The CDC has now figured out that only 40% of people have been tested for HIV, so is upset about it.

Well, duh.

It’s actually the government’s fault. You see, for years, we docs couldn’t test for HIV without jumping through hoops.

We had to “counsel” the patient in details not just about the test but we had to go into details on “high risk behavior”. The lab had to do lots of paper work to “hide” the patient’s identity. Then, you couldn’t just call and say the test is okay, you had to have the person come back for an office visit to get the results.

Needless to say, it was a big bother for us, for the patients, and for the lab, who had to do the work. And in a small town, we had to “blind” the work even on the chart, since if someone found out that so-and-so was getting an HIV test, rumors would fly. Yes, I know all about the strict privacy rules. It’s just that they don’t always work.

Things got a little easier when we started testing all pregnant women for HIV. It was “routine”. So it wasn’t insulting the lady to do the test, and it was very important to find out if she was HIV positive before she had the baby.

THIS TABLE shows that making moms sign a paper NOT to have the test resulted in 80plus percent getting the test; if you made her sign a paper saying she wants the test, only 60 percent get tested.

So mandatory testing is a good idea.

However, now the CDC wants to test everyone over age 13. Well, duh. Their idea is correct: They estimate a quarter million people in “low risk” groups are HIV positive.

Sounds scary, doesn’t it?

The problem? The majority of people are in “low risk” groups, where positive tests are rare: so that is a lot of tests that will be done needlessly. Lots of money wasted.

A quarter million cases out of 200 million people is not a high percentage, especially when compared to some high risk groups where fifty percent test positive.

In low risk populations, the rate of “false positive” tests might be as high as really positive tests. A false positive test, meaning the test is positive but it could be a lab error or another disease, so you have to do another test. For example, an oral test for HIV done in one Boston hospital showed a 4% false positive rate. In one New York City clinic, the suspicious test rate was even higher.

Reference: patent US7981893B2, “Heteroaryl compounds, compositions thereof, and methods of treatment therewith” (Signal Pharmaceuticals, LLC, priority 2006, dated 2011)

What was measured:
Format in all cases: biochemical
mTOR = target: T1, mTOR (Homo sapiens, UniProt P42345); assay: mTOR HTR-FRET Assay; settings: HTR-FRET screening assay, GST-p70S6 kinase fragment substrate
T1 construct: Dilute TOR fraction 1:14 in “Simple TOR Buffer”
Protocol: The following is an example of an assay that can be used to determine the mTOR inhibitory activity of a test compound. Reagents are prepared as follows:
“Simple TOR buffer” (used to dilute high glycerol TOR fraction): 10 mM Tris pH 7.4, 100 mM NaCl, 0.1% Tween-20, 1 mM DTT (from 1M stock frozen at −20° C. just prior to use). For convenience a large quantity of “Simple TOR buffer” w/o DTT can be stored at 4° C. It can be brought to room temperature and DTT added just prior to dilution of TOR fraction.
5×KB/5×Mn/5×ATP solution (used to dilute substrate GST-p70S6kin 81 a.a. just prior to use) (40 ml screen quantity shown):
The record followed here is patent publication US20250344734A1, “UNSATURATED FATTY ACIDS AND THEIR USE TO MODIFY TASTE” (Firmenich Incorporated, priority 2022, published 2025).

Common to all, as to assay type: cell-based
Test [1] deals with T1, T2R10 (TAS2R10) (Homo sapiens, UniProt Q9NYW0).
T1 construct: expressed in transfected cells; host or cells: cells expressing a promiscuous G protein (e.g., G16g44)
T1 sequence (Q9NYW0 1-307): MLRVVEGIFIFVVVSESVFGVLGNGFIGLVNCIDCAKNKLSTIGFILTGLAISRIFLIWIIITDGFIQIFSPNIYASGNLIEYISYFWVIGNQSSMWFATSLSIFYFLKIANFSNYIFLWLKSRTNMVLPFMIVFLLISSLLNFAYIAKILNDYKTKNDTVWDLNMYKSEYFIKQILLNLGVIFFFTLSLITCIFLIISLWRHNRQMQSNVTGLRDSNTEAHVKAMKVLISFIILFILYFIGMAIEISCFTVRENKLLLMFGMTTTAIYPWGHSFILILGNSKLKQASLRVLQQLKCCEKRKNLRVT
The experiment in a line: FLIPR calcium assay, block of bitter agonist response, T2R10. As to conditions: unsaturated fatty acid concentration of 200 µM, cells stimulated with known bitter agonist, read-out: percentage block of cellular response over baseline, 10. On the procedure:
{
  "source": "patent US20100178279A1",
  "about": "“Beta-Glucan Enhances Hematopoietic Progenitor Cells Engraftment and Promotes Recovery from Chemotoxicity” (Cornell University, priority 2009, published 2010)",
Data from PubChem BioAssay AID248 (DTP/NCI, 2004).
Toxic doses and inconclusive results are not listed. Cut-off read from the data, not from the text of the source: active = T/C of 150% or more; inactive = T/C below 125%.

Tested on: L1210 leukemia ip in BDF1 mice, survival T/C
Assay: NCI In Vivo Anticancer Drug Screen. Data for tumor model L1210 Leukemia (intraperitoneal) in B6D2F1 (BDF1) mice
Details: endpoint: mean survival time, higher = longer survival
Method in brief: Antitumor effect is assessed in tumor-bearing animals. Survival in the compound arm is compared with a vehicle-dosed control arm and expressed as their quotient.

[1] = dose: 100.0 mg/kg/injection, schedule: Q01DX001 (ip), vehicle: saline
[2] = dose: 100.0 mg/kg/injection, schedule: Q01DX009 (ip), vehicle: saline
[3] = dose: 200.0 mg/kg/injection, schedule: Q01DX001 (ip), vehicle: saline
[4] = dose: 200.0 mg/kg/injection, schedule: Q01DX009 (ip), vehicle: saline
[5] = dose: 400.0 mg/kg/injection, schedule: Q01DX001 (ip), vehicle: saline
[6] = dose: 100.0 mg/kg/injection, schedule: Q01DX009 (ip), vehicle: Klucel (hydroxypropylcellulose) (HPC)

From last November through this April, nearly half of 444 patients who received preliminary positive results at New York health department clinics wound up testing negative when subjected to more rigorous analysis.

“Although, yes, we had 213 instances of false-positives, we were able to get 30,000 people tested, and those that were negative, we could tell them they were negative,” said Dr. Susan Blank, an assistant health commissioner in New York City.

So if you were negative, it was fine (unless, of course, you just caught HIV and the test didn’t have time to turn positive)

But for the others, the false positive test meant a lot of nights worrying you might die while waiting for the retest to come back.

You might wonder: Don’t people know if they are at HIV risk? Well, yes and no.

With the sexual revolution, one may not know one’s partner’s history of experimentation with sex or drugs.  The spread of HIV in jail is an underreported story. And of course, sexual assault of young girls (including date rape) is alas common. As the baby boomers age, one will see more HIV positive patients in the elderly. And then there is occupational hazard: Doctors, nurses, EMT’s, police and others may be exposed despite precautions.

On the other hand, I am old enough to remember the good old days when we tested everyone planning to marry, everyone pregnant, and every hospital admission for syphillis. Ditto for TB testing, with yearly chest xrays. Is there a differnce here? Probably not.

Since many people lie, and others may be unaware of their risk, yes I do support this testing for pregnant women, sick people, and those going into hospitals. I’d “opt out” for checking HIV with the routine blood tests at physical time or when we draw blood for another reason. Saliva tests at routine office visits? well, we check for immunizations and blood sugar and weight and blood pressure if these testings haven’t been done for awhile, so why not?

I’m not sure I’d start doing the test in health fairs or high school clinics, however..

Each HIV test may only be two dollars (plus labor costs). But that’s still a lot of money if everyone gets tested.

Would the money be better spent on blood sugar testing or mammograms or colonoscopies? That’s the real question….After all, there are 200 thousand cases of breast cancer diagnosed each YEAR…and a lot of uninsured women don’t get mammograms…


Nancy Reyes is a retired physician living in the rural Philippines. Her webpage is Finest Kind Clinic and Fishmarket. 

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